5) X (Twitter) imposes filter on video clip of Capitol police appearing to fire grenades, rubber bullets into a protest crowd. Video footage of the Jan. 6, 2021, Capitol protest released by House Speaker Mike Johnson continues to trigger Big Tech, it seems. Human Events Senior Editor Posobiec posted a video clip on X Nov. 19 of Jan. 6 protestors being injured as Capitol police fired rubber bullets into the crowd. Posobiec commented, “NOW: You can watch the footage right here[.] The Capitol Police fired into a peaceful crowd. No warnings were given[.] This is what @RaheemKassam and I have said since Day One when we saw it.” X imposed a sensitive content filter on the post, which requires users to adjust their settings or click through to view.
6) YouTube censors video about alleged transgender shooter manifesto. Louder with Crowder host Steven Crowder obtained several pages of the alleged manifesto of Audrey Hale, a biological woman who identified as a man and killed six—including children—at a Christian elementary school in March. Afterwards, Not the Bee, the sister site of The Babylon Bee, put together a video discussing the manifesto: “If the LEAKED Nashville Shooter Manifesto is legit, what does it say about censorship in the US?” Similar to what happened when Crowder posted a video about the manifesto on his own YouTube channel, YouTube purportedly removed the video that Not the Bee uploaded to its channel. YouTube cited its “violent criminal organizations policy” as justification for the censorship, according to a screenshot shared on X by Bee CEO Seth Dillon.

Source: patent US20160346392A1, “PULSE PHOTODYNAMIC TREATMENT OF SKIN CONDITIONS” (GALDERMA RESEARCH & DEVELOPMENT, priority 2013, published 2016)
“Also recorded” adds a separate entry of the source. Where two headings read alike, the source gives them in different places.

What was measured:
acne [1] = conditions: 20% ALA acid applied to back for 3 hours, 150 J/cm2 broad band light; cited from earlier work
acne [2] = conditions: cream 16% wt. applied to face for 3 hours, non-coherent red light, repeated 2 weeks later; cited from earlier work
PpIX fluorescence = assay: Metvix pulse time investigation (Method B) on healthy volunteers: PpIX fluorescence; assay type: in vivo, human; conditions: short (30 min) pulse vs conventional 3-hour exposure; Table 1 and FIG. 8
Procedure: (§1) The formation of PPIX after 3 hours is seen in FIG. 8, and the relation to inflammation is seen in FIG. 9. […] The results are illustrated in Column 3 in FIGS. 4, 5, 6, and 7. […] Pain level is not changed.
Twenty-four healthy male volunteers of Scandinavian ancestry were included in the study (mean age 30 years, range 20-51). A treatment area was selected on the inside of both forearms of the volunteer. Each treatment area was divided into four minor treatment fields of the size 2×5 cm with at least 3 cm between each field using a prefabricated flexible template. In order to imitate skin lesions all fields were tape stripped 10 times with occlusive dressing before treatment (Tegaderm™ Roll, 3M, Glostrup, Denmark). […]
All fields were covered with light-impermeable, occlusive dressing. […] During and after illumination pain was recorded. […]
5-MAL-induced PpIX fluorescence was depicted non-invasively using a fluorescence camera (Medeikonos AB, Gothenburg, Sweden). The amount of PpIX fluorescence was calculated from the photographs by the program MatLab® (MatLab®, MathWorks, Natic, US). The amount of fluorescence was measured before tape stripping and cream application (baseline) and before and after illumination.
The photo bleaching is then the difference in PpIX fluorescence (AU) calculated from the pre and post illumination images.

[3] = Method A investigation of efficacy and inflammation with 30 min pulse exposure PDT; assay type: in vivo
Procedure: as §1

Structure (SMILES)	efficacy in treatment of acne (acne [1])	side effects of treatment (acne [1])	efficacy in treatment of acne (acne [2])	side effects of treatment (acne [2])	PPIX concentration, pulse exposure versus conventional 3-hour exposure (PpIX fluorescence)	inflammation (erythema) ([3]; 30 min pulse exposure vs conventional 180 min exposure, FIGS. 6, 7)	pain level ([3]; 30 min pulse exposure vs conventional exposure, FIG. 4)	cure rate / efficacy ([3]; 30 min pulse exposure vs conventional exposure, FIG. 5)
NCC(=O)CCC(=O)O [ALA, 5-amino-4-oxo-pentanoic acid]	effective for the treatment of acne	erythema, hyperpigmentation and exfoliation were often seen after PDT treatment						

A YouTube spokesperson asserted in response to an inquiry from MRC Free Speech America that guidelines “prohibit linking to content containing manifestos from individuals who have committed violent attacks, including the tragic event that took place in Nashville Tennessee in February of 2023.” The shooting itself took place in March.
7) Vimeo ironically censors speech about censorship. The Babylon Bee CEO Seth Dillon spoke at the David Horowitz Freedom Center’s Restoration Weekend. During his speech, Dillon discussed Big Tech’s ongoing censorship of his satire site and its fight for freedom of speech. After the David Horowitz Freedom Center (DHFC) posted Dillon’s speech on Vimeo, the video platform removed it and banned the Freedom Center’s channel because the video highlighted Dillon, according to DHFC investigative journalist and writer Daniel Greenfield. The DHFC’s channel now brings up an error message on Vimeo. The Restoration Weekend addressed many controversial topics, but Greenfield declared that Vimeo cited Dillon’s talk as the reason for its censorship. Specifically, Vimeo reportedly repeated Twitter’s former accusation of “Hate Speech.”